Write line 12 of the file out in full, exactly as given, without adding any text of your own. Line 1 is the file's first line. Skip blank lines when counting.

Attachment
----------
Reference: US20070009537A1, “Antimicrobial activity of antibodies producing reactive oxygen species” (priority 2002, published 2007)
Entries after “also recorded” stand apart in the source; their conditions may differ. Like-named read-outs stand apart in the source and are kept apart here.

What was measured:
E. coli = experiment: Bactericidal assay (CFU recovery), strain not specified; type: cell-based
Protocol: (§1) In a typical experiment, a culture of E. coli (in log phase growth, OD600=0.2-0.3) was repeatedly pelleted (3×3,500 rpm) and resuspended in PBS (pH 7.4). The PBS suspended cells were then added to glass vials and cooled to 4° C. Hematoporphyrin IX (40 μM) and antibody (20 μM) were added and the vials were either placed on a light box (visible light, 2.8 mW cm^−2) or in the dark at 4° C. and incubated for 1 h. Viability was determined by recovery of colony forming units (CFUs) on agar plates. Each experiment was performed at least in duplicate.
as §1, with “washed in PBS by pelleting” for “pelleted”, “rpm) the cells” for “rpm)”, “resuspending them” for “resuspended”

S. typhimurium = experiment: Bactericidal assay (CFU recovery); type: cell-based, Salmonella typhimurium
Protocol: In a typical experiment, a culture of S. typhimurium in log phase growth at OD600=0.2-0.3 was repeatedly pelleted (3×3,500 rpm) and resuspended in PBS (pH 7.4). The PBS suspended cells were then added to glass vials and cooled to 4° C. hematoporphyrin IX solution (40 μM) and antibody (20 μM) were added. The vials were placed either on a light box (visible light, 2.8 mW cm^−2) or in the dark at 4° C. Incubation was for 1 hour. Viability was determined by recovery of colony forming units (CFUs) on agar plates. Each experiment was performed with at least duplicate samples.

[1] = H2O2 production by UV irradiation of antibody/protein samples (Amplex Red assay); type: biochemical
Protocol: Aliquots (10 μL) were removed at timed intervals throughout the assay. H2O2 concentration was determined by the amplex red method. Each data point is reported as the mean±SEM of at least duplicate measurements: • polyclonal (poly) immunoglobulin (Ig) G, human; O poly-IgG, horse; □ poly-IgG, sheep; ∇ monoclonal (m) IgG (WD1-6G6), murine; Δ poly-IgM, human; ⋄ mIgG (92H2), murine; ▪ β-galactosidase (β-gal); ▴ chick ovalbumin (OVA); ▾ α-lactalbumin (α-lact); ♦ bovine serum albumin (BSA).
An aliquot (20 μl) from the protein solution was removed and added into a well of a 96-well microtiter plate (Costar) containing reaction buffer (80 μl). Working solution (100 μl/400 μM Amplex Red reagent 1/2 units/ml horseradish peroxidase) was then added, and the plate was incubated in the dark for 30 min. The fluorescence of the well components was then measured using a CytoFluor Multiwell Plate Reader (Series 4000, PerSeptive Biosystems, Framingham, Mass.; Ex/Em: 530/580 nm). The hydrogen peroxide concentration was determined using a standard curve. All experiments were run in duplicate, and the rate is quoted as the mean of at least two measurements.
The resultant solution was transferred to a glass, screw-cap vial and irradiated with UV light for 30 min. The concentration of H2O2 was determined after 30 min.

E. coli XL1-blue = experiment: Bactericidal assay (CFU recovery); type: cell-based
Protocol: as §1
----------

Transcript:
The resultant solution was transferred to a glass, screw-cap vial and irradiated with UV light for 30 min. The concentration of H2O2 was determined after 30 min.